Growing up, I took a lot of things for granted. There’d always be toilet paper, I’d always have a laundry basket, there’d always be (unexpired) milk in the fridge. These are things that are pretty necessary (maybe not the milk) to live and are a pain when you are without them. I kind of groan when toilet paper needs to be purchased, and I was pretty infuriated when someone decided to steal my laundry basket from the laundry room a couple of months ago. While cheap, replacing some sort of laundry transport device is seriously frustrating, especially when you’re in the middle of doing your laundry.

My friend Mike grew up as a navy brat. He spent the first couple years of life in Spain and his recollection of Spain was less than glamorous. He doesn’t speak about tapas or the beautiful view. He talks about how the TV only had a couple of channels in English and how the highlight of his day was being able to watch Thundercats. (I forget whether he had to watch it in Spanish or not.)

He moved to the States and went to school. His family was financially in good shape, they were a pretty American household. 4 bedrooms, 3 kids, a couple of cars, they were middle class, if not upper middle class. They had cable TV, computers, video games, all the things a teenage boy would want, except one thing: a microwave.

We were probably 13 or 14 years old at the time when Mike told me about how his family was researching various microwaves. He was absolutely giddy about it, like if a kid were to get a new bike, or a new video game. I’m not sure why this family had been sans microwave for so long; they could definitely afford it. I don’t recall any stories about how the old one crapped out, or how they had a toaster oven instead, they just didn’t have a microwave but now for some reason felt that they needed one. How they were able to manage without one for so long never really popped up in my adolecent brain, but now that I think about it, is pretty impressive.

So on one glorious fateful day, I came over to Mike’s house and there was a microwave, and Mike wanted to make me something using said microwave. Sounds weird, I know, but since I knew how much the microwave meant to him, I obliged and told him that I would like some nachos. It was something easy, and something that would ideally be made in a microwave. So he piled a bunch of chips on a plate and put some cheese (those weird liquidy Velveeta cheese slices, which probably barely qualify as cheese) on top, threw the plate in the microwave and let his new prized possession do the rest.

We sat down to watch some TV and Mike beamed with excitement. The microwave had made him into a new man. The microwave beeped to let us know it was done and Mike brought me back my nachos. Unfortunately, the microwave’s nacho auto-cooking auto setting didn’t know how to handle Velveeta cheese and ended up burning my nachos. I had never encountered burnt nachos before then, so I chose to ridicule Mike. He blamed his failure on his inexperience with microwaves and vowed to do a better job in the future.

I think we both learned a valuable lesson that day. No matter how high tech the device, common sense will always be needed and that should never be taken for granted.

A few months back, Jessica asked me what my weekend plans were. I reminded her that I was going to the Of Montreal/Health concert on Saturday. “Oh, that’s right, you’re going with your boyfriend” she replied. I was confused, not because I didn’t understand that she was making a joke, I was confused by who she was “implying” was my boyfriend. I wasn’t going with Chris, or Long, I was going with Sherlan. Then I realized, she was indeed implying Sherlan.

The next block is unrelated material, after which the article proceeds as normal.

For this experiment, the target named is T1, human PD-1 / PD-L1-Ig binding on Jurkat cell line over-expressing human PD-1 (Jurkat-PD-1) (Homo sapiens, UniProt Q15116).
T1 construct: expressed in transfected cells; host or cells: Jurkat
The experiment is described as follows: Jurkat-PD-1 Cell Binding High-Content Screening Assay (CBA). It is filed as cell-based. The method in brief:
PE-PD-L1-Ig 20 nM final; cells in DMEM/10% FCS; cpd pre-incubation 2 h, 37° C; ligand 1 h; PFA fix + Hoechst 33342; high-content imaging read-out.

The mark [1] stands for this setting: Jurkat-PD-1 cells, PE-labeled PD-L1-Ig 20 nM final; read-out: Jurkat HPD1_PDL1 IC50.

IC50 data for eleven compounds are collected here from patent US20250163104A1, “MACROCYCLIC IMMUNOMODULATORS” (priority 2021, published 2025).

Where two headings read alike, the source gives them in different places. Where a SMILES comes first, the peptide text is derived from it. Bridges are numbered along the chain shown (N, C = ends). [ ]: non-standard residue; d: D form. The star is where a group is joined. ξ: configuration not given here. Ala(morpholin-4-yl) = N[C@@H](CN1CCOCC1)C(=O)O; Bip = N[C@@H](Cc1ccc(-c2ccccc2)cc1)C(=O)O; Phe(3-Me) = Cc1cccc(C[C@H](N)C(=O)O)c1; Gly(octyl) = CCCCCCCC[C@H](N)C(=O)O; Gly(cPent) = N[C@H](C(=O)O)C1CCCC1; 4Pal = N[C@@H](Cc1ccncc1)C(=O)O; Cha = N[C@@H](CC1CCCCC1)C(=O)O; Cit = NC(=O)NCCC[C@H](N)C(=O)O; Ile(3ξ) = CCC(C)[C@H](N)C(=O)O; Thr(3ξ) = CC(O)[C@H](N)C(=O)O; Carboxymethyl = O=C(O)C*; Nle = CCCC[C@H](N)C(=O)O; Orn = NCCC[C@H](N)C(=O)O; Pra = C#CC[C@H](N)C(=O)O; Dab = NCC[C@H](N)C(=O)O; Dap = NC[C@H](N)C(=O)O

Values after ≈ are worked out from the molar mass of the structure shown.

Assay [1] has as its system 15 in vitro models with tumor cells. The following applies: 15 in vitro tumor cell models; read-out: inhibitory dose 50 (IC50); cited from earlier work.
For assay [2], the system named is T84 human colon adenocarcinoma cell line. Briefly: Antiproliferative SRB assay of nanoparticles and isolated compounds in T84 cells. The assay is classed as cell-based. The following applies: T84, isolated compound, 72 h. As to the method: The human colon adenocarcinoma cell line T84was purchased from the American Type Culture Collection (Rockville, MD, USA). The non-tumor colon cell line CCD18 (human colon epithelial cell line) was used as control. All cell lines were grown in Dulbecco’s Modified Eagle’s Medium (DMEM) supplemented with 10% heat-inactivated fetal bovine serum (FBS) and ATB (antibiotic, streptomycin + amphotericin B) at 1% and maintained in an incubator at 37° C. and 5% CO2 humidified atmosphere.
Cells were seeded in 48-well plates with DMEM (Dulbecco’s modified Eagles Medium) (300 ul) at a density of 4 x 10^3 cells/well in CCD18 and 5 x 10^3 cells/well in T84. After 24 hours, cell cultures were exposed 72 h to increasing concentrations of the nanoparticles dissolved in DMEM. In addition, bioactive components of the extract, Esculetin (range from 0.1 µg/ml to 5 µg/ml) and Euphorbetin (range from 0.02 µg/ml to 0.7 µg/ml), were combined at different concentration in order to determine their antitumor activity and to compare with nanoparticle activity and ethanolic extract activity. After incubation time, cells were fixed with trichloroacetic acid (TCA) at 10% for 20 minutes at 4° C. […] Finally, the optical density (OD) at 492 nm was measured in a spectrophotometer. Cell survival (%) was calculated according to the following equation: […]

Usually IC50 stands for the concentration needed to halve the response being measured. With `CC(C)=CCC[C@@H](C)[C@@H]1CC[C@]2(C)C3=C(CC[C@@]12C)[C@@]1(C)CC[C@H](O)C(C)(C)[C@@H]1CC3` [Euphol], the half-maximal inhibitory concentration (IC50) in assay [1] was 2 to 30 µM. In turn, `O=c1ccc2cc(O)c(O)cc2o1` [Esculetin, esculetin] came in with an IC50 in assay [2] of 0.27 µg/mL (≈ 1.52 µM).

As much as I enjoy the playful mocking of my female friends and the actual man-dates that I go on (not to be confused with mandates, wordplay!), I, and I’m pretty sure every guy I “man-date” with, would prefer to go on a date with someone of the opposite sex, with romantic intentions, long term implications, and all those other idealistic good stuff. Not to say that there’s a shortage of quality women out there, there’s just a shortage of quality women that want to date us.

These man-dates are therapeutic. Misery loves company. No one wants to be alone. You could say they’re beneficial because it forces guys to socialize, perhaps not on an intimate level, but you’d be surprised how many guys could use some help on the ground floor. Unfortunately, these “dates” don’t necessarily give guys any insight on how to act during a real date, since interacting with a guy is much different than a girl. If anything, these “dates” are just exercises in arrested development, activities that guys miss when they’re monogamous and committed, like eating shrimp by the pound and going to the batting cages afterwards.

I’ve found that many singles, both male and female, fall into one of five categories: never been in a relationship, have unrealistic expectations, “my clock is ticking”, “I’m never going to find someone”, and all of the above. Regardless of how many categories you fall into, one thing is clear. It’s nice to have a support group that feels your pain. I’m not the leader of my support group, and I’m pretty sure he would prefer I not use his name, so we’ll just call him Graham.

Graham is older than myself and most of the guys that we hang out with. I respect him and I guess you could even say that I find him wise. Of course, you could also make the joke that he isn’t wise enough, or he wouldn’t be single (or does that make him more wise?) We’ve established a pretty good friendship over many meals (the only foundation for a friendship, in my opinion). Probably the most important thing he’s taught me, is not about girls at all, but about a street in Garden Grove named Bolsa Ave.

I’ve lived in Orange County for 5 years now (9, if you count college), and it wasn’t until last year that I started to frequent this little niche, also known as Little Saigon. I’d previously known Little Saigon existed, I just didn’t really know anyone who frequented the area much, and it’s not really an area that you want to frequent alone, especially if you’re not Vietnamese. It’s like any ethnic area; if you can’t read the signs, it’s really intimidating.